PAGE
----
A will is a legally binding document that outlines wishes and decisions, assets distribution, wealth, and responsibilities a person holds currently. Once the writer of a will dies, it is almost impossible to challenge it in any way.
The court treats a will as the testator’s final voice as the person is not present to voice out different wishes or answer questions. If you successfully challenge a will, part of it or the entire will can become void, and if a will becomes void, then the court distributes the deceased person’s property as if no will exists.
However, due to old age or other conditions, some people may fail to update a will written a long time ago, leaving out some unaccounted-for properties, which may cause disputes among family members. Here are some grounds that the court may allow someone to challenge a will. Nonetheless, you will need a lawyer to contest any will successfully.
If a Will Overrides the One Under Execution
In executing a will, an updated will may trump over the old one. It is wise for a testator to destroy the old will when updating to a new one. You may feel that you had significant contributions to the person’s wealth after the first will, but the distribution does not respect that. The court’s main interest is to fulfill the testator’s wishes, which is why the date of drawing it is essential. If a will with a recent date and the deceased person’s signature comes up, the court will likely go by the newer one. However, you will need experienced estate and will lawyers to help you successfully dispute the older will.
The Testamentary Capacity
Testamentary capacity is the ability of a person to create a valid will according to the law. Mainly, age and mental state determine a person’s testamentary capacity. The law dictates that adults of eighteen years or older can create a valid will while minors cannot. Some litigations may challenge an adult’s capacity to form a will. For instance, if the adult suffered dementia, insanity, or any other form of mental inability that may limit the ability to create a will. Substance abuse influence may affect the testamentary capacity of an adult. To challenge such a will, you have to prove that the testator did not understand the consequential impact of the will when creating it. You must also understand;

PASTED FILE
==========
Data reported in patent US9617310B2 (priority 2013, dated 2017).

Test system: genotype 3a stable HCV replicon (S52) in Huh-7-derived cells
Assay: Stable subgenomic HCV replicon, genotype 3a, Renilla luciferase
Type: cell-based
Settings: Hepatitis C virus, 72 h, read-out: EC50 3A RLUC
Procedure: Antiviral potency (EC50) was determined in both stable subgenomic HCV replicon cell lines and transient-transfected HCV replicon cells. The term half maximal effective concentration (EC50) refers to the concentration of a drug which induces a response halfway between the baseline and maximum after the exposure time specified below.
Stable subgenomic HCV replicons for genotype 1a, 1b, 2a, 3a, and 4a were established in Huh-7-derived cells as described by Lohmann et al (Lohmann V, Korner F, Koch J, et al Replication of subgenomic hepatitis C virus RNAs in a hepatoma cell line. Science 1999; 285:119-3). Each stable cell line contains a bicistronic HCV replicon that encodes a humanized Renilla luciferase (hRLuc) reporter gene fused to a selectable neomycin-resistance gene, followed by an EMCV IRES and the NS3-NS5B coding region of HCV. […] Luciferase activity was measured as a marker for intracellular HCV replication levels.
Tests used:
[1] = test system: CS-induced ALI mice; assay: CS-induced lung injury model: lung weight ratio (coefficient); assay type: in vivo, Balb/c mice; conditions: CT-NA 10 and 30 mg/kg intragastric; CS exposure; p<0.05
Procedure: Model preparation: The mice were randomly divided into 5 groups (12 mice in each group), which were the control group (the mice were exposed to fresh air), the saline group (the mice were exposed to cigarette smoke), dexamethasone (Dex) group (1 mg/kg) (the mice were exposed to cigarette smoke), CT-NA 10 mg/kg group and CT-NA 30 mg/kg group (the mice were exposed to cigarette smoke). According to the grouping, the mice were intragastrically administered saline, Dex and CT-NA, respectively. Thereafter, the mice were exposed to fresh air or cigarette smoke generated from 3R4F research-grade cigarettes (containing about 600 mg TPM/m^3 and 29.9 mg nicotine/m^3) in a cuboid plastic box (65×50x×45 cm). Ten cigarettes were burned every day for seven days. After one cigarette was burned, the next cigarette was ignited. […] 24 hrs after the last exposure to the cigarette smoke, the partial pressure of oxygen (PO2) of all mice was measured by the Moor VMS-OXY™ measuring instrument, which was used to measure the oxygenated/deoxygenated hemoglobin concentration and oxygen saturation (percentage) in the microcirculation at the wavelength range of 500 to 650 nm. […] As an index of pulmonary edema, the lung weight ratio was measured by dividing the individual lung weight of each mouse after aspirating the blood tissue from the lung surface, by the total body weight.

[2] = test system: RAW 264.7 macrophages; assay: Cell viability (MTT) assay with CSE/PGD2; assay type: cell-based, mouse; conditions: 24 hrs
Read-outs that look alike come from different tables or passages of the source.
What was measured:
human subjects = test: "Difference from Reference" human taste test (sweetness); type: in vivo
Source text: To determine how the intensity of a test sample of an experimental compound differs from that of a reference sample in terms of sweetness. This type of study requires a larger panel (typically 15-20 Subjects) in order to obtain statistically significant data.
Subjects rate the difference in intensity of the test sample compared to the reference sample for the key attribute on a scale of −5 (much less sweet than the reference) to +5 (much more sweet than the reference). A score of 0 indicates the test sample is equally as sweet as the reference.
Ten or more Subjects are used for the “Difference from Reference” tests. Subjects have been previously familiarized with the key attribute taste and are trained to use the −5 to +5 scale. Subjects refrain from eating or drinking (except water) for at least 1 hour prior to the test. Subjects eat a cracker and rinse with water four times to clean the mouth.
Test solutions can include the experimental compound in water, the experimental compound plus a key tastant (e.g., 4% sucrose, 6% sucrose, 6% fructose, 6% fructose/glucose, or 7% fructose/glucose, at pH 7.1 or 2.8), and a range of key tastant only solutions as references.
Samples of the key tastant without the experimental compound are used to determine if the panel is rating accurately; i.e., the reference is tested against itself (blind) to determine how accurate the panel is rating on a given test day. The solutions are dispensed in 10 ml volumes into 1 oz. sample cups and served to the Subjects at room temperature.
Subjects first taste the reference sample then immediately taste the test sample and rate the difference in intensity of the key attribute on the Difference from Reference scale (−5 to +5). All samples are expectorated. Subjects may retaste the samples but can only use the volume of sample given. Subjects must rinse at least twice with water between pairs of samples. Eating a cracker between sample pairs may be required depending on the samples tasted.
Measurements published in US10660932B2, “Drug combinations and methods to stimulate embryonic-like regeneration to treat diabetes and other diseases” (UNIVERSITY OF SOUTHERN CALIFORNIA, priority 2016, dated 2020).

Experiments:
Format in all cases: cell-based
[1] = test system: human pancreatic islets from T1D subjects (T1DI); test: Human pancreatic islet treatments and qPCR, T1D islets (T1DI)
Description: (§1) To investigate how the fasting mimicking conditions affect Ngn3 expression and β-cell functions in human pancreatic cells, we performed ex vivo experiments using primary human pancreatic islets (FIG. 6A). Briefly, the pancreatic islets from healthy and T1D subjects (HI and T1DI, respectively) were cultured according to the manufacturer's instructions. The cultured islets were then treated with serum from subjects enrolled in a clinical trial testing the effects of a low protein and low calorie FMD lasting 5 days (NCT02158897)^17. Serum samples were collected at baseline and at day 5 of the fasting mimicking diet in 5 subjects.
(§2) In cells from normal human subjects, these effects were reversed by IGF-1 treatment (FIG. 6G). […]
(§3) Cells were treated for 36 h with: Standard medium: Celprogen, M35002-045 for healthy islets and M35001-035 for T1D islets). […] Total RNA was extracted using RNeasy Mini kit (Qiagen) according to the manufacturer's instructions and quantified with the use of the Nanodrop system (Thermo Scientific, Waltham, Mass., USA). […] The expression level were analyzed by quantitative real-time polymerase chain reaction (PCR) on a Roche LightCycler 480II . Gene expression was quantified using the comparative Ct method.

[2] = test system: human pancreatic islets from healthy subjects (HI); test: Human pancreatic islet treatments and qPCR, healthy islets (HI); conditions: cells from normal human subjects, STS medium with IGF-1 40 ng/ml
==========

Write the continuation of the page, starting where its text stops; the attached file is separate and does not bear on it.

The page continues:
- The extent of the property
- The beneficiaries of the will and the people who were under the deceased person’s care.
- The relationship of the elements for you to distribute property properly.
Adequate and Suitable Witnesses
A typed hardcopy of any will must be signed and dated by the testator in the presence of two to three witnesses indicated in the document. Some states require that an appropriate witness not be an heir in the will. However, some property owners prefer to draw a “holographic” will that is handwritten and has no witness. Holographic wills are the simplest to dispute in court. First, you must convince the court that the document is drawn in the testator’s handwriting to serve as a final will.
A will is the final decision of the drawer. Therefore, one must be extra careful when creating one to avoid leaving behind misunderstandings, especially among siblings. If you feel that some will provisions are inappropriate, it would be best to seek professional help to amend them.
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